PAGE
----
Kissing the lips is a direct acknowledgement of someone being an equal. Of course it usually has romantic connotations, but Joshua does kiss Kalyn this way—in private—and it is not a romantic gesture. She doesn’t know it at the time (he’ll explain it to her in the second book), but in doing so, he is acknowledging Kalyn as his equal, meaning that when they are in private, at least, she may speak her mind and be his friend, rather than his subject. To kiss someone on the lips in front of others is to publicly acknowledge that person as your equal (meaning you expect everyone else to treat your friend as they would treat you).
Bowing is a gesture of respect from an inferior to a superior. Among the Canichmeh, they typically only bow to Joshua and also to the members of the Council when they are in session. The Yaechahre usually bow when being greeted by any Canichmeh—although almost no one does this in their home group, where they are much more familiar and casual with the Canichmeh there. Bowing is typically limited to a bow of the head, although a much deeper bow is typically afford the Council and Joshua. For a Canichmeh to bow to a Yaechahre is a very great sign of respect (although this is just a sign of respect, not of submissiveness); it happens rarely.
Holding hands, hugging, and putting an arm around another’s shoulders has no specific meaning, but are all common gestures among the Canichmehah, simply because they are affectionate and like physical contact with one another. Anselm is especially prone to holding Kalyn’s hand when they are walking, but this is due to the fact that he has always felt an instinctual (platonic) attraction to her. From the time she was child, her scent has triggered the same sort of response in him as the scent of his own kind does, so he has always felt a desire to be close to her. Interestingly, she has felt the same towards him, and when she can get over her girlish crush (which makes her nervous and a bit silly around him), she derives the same feeling of comfort and safety being around him.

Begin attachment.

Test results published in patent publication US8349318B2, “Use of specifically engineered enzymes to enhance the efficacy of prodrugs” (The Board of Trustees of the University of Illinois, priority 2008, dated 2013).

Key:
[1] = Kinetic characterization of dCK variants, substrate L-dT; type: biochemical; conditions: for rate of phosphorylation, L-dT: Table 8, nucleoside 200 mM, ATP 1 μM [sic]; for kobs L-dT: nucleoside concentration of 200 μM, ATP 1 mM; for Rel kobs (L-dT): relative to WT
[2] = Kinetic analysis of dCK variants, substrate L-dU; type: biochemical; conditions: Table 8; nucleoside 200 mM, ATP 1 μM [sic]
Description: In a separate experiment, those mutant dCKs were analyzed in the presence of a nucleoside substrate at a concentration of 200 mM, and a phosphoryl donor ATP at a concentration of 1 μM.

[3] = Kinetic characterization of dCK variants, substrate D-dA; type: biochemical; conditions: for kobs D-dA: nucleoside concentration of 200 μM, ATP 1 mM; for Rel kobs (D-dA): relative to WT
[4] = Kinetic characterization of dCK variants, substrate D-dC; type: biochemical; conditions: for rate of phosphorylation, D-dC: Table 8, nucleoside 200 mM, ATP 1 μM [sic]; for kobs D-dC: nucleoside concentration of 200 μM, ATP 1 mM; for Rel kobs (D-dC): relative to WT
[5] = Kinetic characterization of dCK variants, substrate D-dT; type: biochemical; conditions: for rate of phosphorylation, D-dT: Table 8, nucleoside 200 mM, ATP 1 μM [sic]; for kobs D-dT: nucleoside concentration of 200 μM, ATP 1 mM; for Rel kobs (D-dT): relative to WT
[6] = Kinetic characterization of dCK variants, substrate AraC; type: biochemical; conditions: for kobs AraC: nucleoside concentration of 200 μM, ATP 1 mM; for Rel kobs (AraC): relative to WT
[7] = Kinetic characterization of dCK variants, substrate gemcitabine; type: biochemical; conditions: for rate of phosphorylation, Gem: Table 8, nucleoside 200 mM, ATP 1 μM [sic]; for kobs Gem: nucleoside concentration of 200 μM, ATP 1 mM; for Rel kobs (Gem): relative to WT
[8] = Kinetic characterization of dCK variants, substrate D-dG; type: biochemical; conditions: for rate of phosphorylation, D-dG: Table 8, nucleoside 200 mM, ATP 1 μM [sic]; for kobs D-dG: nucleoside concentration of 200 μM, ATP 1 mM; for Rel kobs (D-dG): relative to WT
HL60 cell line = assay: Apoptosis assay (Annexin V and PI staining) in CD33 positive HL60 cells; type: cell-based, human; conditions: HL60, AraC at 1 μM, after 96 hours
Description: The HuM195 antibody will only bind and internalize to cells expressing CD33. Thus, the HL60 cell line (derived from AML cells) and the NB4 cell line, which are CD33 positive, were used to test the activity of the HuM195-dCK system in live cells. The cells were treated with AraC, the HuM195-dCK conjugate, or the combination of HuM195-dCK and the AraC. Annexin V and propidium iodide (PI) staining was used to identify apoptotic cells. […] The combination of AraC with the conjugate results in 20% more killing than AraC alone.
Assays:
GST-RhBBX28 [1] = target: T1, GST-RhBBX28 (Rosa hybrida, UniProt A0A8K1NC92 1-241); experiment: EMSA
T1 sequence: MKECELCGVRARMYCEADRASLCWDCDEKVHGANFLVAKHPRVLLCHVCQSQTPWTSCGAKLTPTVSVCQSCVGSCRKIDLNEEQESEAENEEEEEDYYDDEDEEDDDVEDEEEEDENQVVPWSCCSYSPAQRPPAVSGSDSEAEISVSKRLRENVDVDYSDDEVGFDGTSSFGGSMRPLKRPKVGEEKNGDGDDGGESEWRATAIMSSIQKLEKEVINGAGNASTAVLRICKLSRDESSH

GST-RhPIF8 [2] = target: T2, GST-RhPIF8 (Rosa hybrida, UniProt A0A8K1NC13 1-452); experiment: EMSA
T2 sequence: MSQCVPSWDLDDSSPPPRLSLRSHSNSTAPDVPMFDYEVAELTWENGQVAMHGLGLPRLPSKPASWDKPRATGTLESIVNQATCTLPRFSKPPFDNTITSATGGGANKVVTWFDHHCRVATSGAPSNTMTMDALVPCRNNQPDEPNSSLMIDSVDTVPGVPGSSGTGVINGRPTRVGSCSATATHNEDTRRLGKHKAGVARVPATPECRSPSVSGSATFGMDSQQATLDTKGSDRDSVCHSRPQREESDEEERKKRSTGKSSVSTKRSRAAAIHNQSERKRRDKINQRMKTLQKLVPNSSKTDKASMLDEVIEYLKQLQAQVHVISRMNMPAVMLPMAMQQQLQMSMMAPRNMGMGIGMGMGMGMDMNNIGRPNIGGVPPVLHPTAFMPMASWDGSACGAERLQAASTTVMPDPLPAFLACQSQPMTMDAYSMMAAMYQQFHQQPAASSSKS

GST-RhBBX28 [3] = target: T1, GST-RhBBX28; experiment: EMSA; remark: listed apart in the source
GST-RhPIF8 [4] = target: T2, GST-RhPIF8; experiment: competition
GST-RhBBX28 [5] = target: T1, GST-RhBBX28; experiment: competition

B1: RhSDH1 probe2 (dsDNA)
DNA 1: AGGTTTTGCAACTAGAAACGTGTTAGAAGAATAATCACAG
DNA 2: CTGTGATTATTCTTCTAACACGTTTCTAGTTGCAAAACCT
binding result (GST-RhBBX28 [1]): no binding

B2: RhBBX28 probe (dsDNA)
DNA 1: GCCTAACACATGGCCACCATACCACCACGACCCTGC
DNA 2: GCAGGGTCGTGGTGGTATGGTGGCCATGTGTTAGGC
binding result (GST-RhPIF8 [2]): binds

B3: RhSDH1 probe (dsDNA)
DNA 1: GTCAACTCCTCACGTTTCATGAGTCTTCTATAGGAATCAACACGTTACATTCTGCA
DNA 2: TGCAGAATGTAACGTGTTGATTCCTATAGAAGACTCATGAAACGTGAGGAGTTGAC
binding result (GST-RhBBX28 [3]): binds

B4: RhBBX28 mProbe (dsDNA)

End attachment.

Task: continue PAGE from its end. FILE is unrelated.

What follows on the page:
There are two gestures of submissiveness. The first, which is milder, is to bow over and kiss the hand. Anselm kisses Kalyn’s hand at times, but he always lifts it to his lips; this keeps it from being submissive, and instead is just an old-fashioned gesture of respect from a man to a woman. However, Marie actually bends down and kiss Anselm’s hand as she apologizes and begs him and the others to stay with her. To refuse someone when they beg in this way is a snub; if Anselm had refused Marie, she would have been hurt.
Micah bows over Kalyn’s hand and kisses it at the end of the first book to thank her for what she did for them and to also humble himself before her; he is acknowledging her act as something which makes her superior to himself.
The second gesture of submission is to get on the knees and kiss someone’s hand. This is the ultimate gesture of penance or pleading. To have your apology or request turned down when offered this way is the ultimate humiliation; your relationship with that person is probably unsalvageable. Anselm does this to Kalyn after she is attacked by Jonas because of the heartfelt remorse he feels. However, it is almost unheard of for a Canichmeh to humble himself or herself before a Yaechahre in this manner (not that Anselm cares much for social hierarchy).
Anselm also gets on his knees and bows over Kalyn’s hand at the end of the first book to show his thanks and respect for her. He shows more deference to Kalyn than even Micah does because, as Eruj, he was supposed to take care of the people that Kalyn took care of. She, in effect, did his job for him. Not only that, but he is thanking her on behalf of all the rest of the people in the group.